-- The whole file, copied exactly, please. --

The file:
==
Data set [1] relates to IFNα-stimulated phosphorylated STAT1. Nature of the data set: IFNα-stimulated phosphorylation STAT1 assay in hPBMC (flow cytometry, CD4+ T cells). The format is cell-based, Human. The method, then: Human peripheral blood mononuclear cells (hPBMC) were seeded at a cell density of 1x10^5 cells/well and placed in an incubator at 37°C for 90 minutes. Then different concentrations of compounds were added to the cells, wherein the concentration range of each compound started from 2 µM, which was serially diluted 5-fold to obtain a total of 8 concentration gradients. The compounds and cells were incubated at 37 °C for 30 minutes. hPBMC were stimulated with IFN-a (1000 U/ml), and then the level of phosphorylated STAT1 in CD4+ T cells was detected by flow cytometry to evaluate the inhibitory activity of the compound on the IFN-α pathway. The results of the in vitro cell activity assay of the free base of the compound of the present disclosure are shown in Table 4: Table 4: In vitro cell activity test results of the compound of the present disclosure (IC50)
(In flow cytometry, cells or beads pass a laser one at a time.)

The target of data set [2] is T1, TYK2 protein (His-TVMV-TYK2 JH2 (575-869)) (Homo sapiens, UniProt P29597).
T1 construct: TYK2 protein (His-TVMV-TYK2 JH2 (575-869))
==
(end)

Data set [1] relates to IFNα-stimulated phosphorylated STAT1. Nature of the data set: IFNα-stimulated phosphorylation STAT1 assay in hPBMC (flow cytometry, CD4+ T cells). The format is cell-based, Human. The method, then: Human peripheral blood mononuclear cells (hPBMC) were seeded at a cell density of 1x10^5 cells/well and placed in an incubator at 37°C for 90 minutes. Then different concentrations of compounds were added to the cells, wherein the concentration range of each compound started from 2 µM, which was serially diluted 5-fold to obtain a total of 8 concentration gradients. The compounds and cells were incubated at 37 °C for 30 minutes. hPBMC were stimulated with IFN-a (1000 U/ml), and then the level of phosphorylated STAT1 in CD4+ T cells was detected by flow cytometry to evaluate the inhibitory activity of the compound on the IFN-α pathway. The results of the in vitro cell activity assay of the free base of the compound of the present disclosure are shown in Table 4: Table 4: In vitro cell activity test results of the compound of the present disclosure (IC50)
(In flow cytometry, cells or beads pass a laser one at a time.)

The target of data set [2] is T1, TYK2 protein (His-TVMV-TYK2 JH2 (575-869)) (Homo sapiens, UniProt P29597).
T1 construct: TYK2 protein (His-TVMV-TYK2 JH2 (575-869))